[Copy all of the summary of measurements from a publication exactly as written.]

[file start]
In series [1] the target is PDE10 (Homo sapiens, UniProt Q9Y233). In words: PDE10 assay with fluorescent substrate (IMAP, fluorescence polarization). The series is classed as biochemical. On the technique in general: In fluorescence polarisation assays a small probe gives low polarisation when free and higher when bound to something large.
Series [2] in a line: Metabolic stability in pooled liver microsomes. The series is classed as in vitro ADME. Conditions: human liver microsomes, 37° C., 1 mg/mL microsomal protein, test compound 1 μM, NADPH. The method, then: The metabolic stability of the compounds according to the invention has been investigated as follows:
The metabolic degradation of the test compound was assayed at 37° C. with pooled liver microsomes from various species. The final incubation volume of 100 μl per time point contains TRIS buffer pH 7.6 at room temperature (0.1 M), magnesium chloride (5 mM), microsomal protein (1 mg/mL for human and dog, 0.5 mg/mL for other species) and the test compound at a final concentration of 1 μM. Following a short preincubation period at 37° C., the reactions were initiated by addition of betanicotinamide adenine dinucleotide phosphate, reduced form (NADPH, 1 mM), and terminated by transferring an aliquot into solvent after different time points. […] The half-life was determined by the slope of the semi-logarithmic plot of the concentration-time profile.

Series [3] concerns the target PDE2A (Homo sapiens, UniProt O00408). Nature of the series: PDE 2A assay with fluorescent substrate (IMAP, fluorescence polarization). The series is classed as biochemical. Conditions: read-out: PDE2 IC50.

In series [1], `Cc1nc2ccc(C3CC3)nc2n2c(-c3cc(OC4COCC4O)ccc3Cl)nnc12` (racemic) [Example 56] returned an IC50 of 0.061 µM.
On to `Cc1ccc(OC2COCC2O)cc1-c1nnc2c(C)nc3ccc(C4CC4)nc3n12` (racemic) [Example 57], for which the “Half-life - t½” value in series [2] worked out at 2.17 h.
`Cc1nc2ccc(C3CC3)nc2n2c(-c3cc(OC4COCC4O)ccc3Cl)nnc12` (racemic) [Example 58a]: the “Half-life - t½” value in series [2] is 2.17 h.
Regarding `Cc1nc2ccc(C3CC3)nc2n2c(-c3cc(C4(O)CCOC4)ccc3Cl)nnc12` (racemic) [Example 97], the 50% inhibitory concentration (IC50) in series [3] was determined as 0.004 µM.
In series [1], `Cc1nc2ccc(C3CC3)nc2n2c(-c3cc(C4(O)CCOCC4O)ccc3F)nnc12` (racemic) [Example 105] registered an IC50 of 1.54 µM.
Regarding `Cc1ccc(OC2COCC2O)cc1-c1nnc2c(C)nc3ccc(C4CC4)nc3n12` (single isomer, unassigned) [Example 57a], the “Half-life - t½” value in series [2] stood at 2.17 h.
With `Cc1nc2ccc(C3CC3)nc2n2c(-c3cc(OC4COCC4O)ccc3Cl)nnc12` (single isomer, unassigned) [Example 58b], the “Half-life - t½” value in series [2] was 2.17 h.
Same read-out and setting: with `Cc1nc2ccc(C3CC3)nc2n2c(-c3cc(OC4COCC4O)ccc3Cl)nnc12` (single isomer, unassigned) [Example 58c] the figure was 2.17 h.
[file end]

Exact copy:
In series [1] the target is PDE10 (Homo sapiens, UniProt Q9Y233). In words: PDE10 assay with fluorescent substrate (IMAP, fluorescence polarization). The series is classed as biochemical. On the technique in general: In fluorescence polarisation assays a small probe gives low polarisation when free and higher when bound to something large.
Series [2] in a line: Metabolic stability in pooled liver microsomes. The series is classed as in vitro ADME. Conditions: human liver microsomes, 37° C., 1 mg/mL microsomal protein, test compound 1 μM, NADPH. The method, then: The metabolic stability of the compounds according to the invention has been investigated as follows:
The metabolic degradation of the test compound was assayed at 37° C. with pooled liver microsomes from various species. The final incubation volume of 100 μl per time point contains TRIS buffer pH 7.6 at room temperature (0.1 M), magnesium chloride (5 mM), microsomal protein (1 mg/mL for human and dog, 0.5 mg/mL for other species) and the test compound at a final concentration of 1 μM. Following a short preincubation period at 37° C., the reactions were initiated by addition of betanicotinamide adenine dinucleotide phosphate, reduced form (NADPH, 1 mM), and terminated by transferring an aliquot into solvent after different time points. […] The half-life was determined by the slope of the semi-logarithmic plot of the concentration-time profile.

Series [3] concerns the target PDE2A (Homo sapiens, UniProt O00408). Nature of the series: PDE 2A assay with fluorescent substrate (IMAP, fluorescence polarization). The series is classed as biochemical. Conditions: read-out: PDE2 IC50.

In series [1], `Cc1nc2ccc(C3CC3)nc2n2c(-c3cc(OC4COCC4O)ccc3Cl)nnc12` (racemic) [Example 56] returned an IC50 of 0.061 µM.
On to `Cc1ccc(OC2COCC2O)cc1-c1nnc2c(C)nc3ccc(C4CC4)nc3n12` (racemic) [Example 57], for which the “Half-life - t½” value in series [2] worked out at 2.17 h.
`Cc1nc2ccc(C3CC3)nc2n2c(-c3cc(OC4COCC4O)ccc3Cl)nnc12` (racemic) [Example 58a]: the “Half-life - t½” value in series [2] is 2.17 h.
Regarding `Cc1nc2ccc(C3CC3)nc2n2c(-c3cc(C4(O)CCOC4)ccc3Cl)nnc12` (racemic) [Example 97], the 50% inhibitory concentration (IC50) in series [3] was determined as 0.004 µM.
In series [1], `Cc1nc2ccc(C3CC3)nc2n2c(-c3cc(C4(O)CCOCC4O)ccc3F)nnc12` (racemic) [Example 105] registered an IC50 of 1.54 µM.
Regarding `Cc1ccc(OC2COCC2O)cc1-c1nnc2c(C)nc3ccc(C4CC4)nc3n12` (single isomer, unassigned) [Example 57a], the “Half-life - t½” value in series [2] stood at 2.17 h.
With `Cc1nc2ccc(C3CC3)nc2n2c(-c3cc(OC4COCC4O)ccc3Cl)nnc12` (single isomer, unassigned) [Example 58b], the “Half-life - t½” value in series [2] was 2.17 h.
Same read-out and setting: with `Cc1nc2ccc(C3CC3)nc2n2c(-c3cc(OC4COCC4O)ccc3Cl)nnc12` (single isomer, unassigned) [Example 58c] the figure was 2.17 h.